“He’s un electable and we are going to beat him badly in Florida,” Trump predicted, talking about Rubio’s reaction in an early television debate when Christie criticized Rubio.
“I never saw a human being sweat like this guy … he was pouring,” Trump said. “It was like he just got out of swimming pool with a suit on. … I thought he was going down.”
The rally was interrupted briefly when two protesters carrying a sign reading “Trump Making America Hate Again” had the sign taken from them by others in the crowd who tore it up.
Trump heard the crowd in that section of the audience begin chanting “Trump” over and over – what has come to be a practice at Trump rallies when protesters make their presence known.
“Get them out,” Trump said. “Don’t hurt them.”
Security at the entrance to the hangar was looking for such signs and had a pile of signs that didn’t make it into the hangar including “Gays For Trump.”
Before those attending the rally got to the checkpoint there was an informal midway of booths selling unofficial Trump buttons, t-shirts and doing a brisk business in other anti-Democratic party paraphernalia including “Hillary for Prison” buttons and shirts.
A food stand gave top billing to its “Trump Burgers.” It also offered Bernie Sanders Pork Nachos, Ted Cruz Canadian Bacon Burgers and Rubio Hot Dogs as well as Hillary Clinton Soft Drinks, adding “we scrubbed the cans.”
As the crowd left the rally, the vendors were selling at a discount. A row of Millington police officers stood between the exiting crowd and sign-carrying protesters. The slogans included “Amerikkka Loves Trump” and “Black and Brown Lives Matter.”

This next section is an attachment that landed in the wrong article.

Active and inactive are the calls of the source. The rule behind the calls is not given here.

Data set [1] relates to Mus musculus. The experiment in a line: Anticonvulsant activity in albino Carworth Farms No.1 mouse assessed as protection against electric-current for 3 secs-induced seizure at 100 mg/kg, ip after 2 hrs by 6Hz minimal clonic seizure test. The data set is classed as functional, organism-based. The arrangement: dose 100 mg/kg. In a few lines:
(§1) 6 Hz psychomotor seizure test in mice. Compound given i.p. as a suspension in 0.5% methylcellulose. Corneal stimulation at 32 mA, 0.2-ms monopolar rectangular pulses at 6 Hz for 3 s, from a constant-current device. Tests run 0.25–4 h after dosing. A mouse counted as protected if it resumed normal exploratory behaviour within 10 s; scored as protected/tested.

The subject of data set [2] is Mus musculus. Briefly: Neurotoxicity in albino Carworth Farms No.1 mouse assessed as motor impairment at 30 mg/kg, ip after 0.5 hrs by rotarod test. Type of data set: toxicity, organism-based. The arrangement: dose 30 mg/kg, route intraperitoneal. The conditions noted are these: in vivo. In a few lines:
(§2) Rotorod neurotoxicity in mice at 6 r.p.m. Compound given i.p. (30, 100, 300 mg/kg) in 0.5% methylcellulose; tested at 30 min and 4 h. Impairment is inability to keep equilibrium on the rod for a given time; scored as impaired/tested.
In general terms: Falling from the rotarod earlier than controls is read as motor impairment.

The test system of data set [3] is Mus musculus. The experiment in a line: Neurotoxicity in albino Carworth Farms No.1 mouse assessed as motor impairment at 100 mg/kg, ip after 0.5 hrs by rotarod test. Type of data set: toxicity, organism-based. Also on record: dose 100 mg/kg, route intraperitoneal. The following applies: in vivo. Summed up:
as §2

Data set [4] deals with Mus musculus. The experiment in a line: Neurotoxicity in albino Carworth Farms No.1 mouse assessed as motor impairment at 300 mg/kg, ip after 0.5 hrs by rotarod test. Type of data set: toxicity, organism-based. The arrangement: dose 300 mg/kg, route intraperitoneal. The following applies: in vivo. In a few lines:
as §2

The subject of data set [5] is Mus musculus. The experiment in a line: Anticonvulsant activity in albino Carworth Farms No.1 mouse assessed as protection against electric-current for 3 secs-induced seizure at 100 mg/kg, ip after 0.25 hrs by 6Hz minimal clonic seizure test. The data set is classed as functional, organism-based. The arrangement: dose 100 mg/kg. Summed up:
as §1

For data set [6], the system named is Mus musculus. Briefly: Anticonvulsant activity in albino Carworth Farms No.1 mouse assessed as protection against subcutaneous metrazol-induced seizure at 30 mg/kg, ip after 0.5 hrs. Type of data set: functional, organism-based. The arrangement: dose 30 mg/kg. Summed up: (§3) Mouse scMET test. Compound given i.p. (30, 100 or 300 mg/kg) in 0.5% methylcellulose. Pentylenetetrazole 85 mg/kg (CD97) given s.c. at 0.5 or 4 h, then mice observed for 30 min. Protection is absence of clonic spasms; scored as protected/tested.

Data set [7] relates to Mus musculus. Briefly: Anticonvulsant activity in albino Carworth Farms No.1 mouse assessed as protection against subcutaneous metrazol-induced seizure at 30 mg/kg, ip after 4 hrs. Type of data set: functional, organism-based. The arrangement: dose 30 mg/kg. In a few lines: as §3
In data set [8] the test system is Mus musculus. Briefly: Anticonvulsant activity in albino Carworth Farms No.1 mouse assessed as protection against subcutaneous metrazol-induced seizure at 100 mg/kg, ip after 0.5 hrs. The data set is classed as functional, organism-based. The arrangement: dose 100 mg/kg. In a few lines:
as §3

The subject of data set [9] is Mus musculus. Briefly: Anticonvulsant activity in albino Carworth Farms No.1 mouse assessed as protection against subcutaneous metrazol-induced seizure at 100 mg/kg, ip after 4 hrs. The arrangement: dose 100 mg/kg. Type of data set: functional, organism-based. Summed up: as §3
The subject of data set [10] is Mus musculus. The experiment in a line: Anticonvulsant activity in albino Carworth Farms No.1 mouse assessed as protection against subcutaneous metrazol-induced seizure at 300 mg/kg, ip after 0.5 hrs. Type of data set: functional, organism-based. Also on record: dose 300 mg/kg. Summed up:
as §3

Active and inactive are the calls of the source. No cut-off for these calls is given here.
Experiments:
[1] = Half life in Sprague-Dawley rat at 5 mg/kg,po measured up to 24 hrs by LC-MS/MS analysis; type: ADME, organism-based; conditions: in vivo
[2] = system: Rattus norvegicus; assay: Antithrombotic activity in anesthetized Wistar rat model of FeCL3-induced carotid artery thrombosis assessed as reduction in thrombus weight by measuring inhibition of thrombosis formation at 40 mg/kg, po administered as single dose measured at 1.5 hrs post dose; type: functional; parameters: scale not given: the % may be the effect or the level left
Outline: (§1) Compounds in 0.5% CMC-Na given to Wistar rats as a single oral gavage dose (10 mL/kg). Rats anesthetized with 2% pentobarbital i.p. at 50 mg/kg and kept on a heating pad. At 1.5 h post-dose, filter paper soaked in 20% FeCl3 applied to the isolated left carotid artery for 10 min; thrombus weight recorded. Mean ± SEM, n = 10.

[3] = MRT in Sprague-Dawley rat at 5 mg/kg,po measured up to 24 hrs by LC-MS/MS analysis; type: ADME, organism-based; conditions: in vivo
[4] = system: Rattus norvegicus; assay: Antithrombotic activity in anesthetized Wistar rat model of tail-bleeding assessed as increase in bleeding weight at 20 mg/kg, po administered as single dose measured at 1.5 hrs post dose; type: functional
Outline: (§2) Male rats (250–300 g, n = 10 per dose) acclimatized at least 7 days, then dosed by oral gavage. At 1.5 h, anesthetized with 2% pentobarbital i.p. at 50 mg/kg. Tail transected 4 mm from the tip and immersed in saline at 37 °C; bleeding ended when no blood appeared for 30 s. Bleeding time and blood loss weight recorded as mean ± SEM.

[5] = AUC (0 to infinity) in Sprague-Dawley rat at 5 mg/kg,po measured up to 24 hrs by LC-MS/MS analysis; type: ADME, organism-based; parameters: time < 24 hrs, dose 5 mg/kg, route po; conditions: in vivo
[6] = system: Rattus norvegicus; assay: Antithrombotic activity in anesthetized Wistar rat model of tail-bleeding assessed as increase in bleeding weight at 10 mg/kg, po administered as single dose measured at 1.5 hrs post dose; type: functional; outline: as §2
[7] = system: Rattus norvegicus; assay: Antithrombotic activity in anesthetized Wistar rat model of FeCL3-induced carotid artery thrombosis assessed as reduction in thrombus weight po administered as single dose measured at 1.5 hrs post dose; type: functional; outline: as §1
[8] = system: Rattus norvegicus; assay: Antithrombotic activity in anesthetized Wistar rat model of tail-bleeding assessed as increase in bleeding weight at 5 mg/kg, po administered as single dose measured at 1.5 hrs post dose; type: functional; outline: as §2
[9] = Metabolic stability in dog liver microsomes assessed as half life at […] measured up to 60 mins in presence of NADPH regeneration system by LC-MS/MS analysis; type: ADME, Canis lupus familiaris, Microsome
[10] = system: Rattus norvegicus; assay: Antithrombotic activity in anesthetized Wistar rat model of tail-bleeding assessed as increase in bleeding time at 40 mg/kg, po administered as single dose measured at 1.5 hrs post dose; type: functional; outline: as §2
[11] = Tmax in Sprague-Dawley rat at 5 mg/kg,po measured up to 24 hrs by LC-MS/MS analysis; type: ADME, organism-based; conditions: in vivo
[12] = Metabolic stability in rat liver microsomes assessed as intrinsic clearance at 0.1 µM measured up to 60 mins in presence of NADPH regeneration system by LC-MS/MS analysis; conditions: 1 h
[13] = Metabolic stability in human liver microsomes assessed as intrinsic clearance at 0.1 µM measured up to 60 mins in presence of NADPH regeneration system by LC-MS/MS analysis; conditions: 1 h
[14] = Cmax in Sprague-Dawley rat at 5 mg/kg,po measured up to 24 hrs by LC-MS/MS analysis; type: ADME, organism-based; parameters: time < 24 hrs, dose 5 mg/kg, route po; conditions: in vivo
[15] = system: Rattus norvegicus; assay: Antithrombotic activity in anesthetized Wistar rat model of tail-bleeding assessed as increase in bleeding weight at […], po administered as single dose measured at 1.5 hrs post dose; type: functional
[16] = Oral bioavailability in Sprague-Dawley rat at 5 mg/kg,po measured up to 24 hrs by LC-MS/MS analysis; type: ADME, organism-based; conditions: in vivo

Trump’s jet landed at the jetport as Hillary Clinton was being declared the winner over rival Bernie Sanders by most media reports in the South Carolina Democratic primary.
Trump won the state’s Republican primary a week earlier – a victory that made some Republican party leaders more vocal in calling for a consensus party establishment contender to take down Trump. And many of them coalesced around Rubio including Tennessee Gov. Bill Haslam.
As the Millington crowd began filing into the hangar, the Rubio campaign released a statement from Haslam.
“It is time for Tennessee Republicans who do not want the party of Lincoln and Reagan taken over by Donald Trump to rally around Marco Rubio,” Haslam said. “It is clear Marco is the only candidates who can beat Trump.”
The Rubio campaign announced Sunday that U.S. Sen. Lamar Alexander has also endorsed Rubio. Alexander's endorsement focused on Clinton and made no reference to Trump or the internal primary skirmish among Republicans nationally.
"The stakes are high," Alexander said in the written statement. "If our nominee does not win, Hillary Clinton's justices will control the Supreme Court for 30 years and we'll be stuck with Obamacare forever."
Rubio is scheduled to campaign Monday in Knoxville, Tennessee.
Trump said Saturday that former Gov. Jeb Bush, who recently dropped out of the Republican presidential field will probably endorse Rubio as well. Trump took credit for Bush’s exit.
“They hate each other,” he said of Rubio and Bush despite Rubio being a political protégé of Bush.
Many of Trump’s policy points were on immigration.
He renewed his pledge to build a wall to stop illegal immigration from Mexico into the U.S. and make the Mexican government pay for it.
The plan drew a profane response this week from Mexico’s former president Vicente Fox.
Referring to Fox’s reaction, Trump said, “The wall just got 10 feet taller” with the crowd chanting the last part of the sentence that has become a frequent line in Trump speeches.